anonymous asked:

do you know any good historical fiction/non fiction books about the Wars of the Roses and the Tudor era? I've heard bad things about Philippa Gregory, and mixed reviews about Alison Weir, so i just wanna make sure i get something worth my time and money. thanks!

Non-Fiction: Dan Jones’ The Hollow Crown, it’s a pretty easy read an gives a good general layout of who the key figures and events were. Michael K. Jones’ Bosworth 1485: Psychology of a Battle is a fairly written account of the events leading up to the battle and the battle itself.  The Rise of the Tudors by Chris Skidmore goes over Henry VII’s early life and is a great complement to Thomas Penn’s The Winter King which covers Henry VII’s later life.  I’m about to jump into Desmond Seward’s The Wars of the Roses, which is supposed to be quite decent, and I may have to report back.  Jasper Ridley’s The Tudor Age is worth a read, it’s more about the life of common people.  And last but certainly not least is the book I am constantly referencing on my blog, S.B. Chrimes Henry VII.

Fiction: I’ll admit I haven’t delved too deep into this area of fiction.  Jean Plaidy has an absolute slew of historical fiction books that cover this era, and while most find her writing dry, I actually quite enjoy it.  I used to read a lot of Allison Weir fiction books, and I found her’s were quite entertaining.  Tony Riches has a fab Trilogy about Owen Tudor, Jasper Tudor, and Henry VII (a book dedicated to each), I’ve read Henry’s and am currently reading Owen’s.  Again, quite entertaining.

Thank you for the question, and happy reading!

Many women are boycotting Twitter on Friday over its approach to abuse (TWTR)

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Twitter has been at the centre of a firestorm of criticism this week following its decision to temporarily suspend actress Rose McGowan’s account following her comments about the Harvey Weinstein controversy — and now some women are boycotting the social network in protest.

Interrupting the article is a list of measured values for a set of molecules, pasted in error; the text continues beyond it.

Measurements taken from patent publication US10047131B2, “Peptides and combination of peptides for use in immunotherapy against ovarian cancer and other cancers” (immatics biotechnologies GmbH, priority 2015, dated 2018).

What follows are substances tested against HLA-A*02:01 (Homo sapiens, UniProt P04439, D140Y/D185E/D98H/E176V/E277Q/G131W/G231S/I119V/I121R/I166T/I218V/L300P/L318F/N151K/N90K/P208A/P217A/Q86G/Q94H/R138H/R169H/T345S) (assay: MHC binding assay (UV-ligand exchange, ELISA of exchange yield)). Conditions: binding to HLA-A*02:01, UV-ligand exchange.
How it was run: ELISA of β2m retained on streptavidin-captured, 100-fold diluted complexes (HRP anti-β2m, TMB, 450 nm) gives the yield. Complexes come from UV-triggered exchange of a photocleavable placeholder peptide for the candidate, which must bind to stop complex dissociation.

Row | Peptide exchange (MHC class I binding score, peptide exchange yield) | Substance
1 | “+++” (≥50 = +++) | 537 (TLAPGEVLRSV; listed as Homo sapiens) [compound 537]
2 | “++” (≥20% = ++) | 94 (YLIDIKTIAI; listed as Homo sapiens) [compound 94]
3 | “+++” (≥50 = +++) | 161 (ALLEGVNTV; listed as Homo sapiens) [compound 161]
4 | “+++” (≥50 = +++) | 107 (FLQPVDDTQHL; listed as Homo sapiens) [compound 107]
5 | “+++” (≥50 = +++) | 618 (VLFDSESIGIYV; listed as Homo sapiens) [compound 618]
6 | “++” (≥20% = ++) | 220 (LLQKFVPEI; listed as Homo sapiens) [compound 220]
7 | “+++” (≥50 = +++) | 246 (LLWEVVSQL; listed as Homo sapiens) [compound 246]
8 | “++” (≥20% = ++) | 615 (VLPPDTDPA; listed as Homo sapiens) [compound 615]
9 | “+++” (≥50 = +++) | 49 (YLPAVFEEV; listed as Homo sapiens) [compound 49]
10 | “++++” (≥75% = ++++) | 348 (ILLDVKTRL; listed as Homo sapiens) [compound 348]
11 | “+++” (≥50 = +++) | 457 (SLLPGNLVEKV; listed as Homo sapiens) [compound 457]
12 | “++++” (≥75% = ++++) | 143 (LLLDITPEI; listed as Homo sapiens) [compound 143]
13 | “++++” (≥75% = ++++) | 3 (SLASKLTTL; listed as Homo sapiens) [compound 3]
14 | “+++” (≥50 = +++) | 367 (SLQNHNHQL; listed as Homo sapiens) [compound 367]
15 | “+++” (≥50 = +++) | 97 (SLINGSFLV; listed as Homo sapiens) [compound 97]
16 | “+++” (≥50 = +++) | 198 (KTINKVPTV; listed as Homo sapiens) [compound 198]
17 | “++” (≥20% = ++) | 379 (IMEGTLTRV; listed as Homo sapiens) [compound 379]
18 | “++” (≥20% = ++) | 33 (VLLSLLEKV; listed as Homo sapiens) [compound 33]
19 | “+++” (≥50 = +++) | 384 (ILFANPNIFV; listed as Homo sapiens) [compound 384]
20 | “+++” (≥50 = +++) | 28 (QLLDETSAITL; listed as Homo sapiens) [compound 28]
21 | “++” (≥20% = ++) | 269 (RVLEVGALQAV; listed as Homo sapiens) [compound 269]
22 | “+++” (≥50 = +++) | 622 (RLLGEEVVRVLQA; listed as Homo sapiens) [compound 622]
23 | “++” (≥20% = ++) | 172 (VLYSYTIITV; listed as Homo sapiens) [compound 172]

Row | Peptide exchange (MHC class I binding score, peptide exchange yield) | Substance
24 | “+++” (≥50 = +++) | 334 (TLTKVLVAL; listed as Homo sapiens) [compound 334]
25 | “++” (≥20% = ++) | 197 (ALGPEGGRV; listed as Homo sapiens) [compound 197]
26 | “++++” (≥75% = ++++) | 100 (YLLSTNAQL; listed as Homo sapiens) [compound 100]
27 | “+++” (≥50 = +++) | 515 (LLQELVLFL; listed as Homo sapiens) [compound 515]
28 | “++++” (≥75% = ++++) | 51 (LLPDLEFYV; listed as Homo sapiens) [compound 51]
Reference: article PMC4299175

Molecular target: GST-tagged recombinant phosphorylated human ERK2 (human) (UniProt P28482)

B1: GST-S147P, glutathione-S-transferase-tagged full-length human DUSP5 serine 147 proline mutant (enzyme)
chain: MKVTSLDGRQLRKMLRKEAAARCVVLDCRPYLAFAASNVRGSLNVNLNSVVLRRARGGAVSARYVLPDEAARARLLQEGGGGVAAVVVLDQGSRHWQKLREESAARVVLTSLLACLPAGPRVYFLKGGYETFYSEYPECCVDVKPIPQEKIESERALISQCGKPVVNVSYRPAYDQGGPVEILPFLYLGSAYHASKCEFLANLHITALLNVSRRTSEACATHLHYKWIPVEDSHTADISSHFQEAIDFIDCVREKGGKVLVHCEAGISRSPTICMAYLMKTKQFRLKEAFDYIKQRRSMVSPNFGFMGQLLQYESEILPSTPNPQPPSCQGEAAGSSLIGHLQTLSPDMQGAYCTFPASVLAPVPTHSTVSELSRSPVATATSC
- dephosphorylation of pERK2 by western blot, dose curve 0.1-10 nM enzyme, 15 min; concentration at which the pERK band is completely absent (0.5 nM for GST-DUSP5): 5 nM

On Friday, women are being called on to ditch the platform for a day in anger at its approach to speech and abuse. The protest, which is being organised via the hashtag #WomenBoycottTwitter, is being billed as “a day-long Twitter boycott in protest of women’s voice being silenced.”

According to BuzzFeed, at least 126,000 people have already tweeted with the hashtag — though not all of these will be women planning to participate in the hashtag.


Some users are using the hashtag to share stories of their experience of abuse on Twitter, and to criticise the social network over its failings in handling the issue.





Some men are also joining the boycott in solidarity, including “Avengers” actor Mark Ruffalo.



Not everyone agrees with the boycott, however, with some suggesting that it would be more effective to share stories and experiences than to voluntarily go silent.



Following the uproar over McGowan’s suspension, Twitter said it restricted her accounts because she tweeted out someone’s phone number, rather than because of her tweets about sexual harassment in the entertainment industry. But the boycott has since become a larger protest over Twitter’s policies and long-standing abuse problem.

Twitter CEO and cofounder Jack Dorsey said in a tweet that the company needs “to be a lot more transparent in our actions in order to build trust.”

Meanwhile, the social network’s Safety account tweeted: “Twitter is proud to empower and support the voices on our platform, especially those that speak truth to power. We stand with the brave women and men who use Twitter to share their stories, and will work hard every day to improve our processes to protect those voices.”

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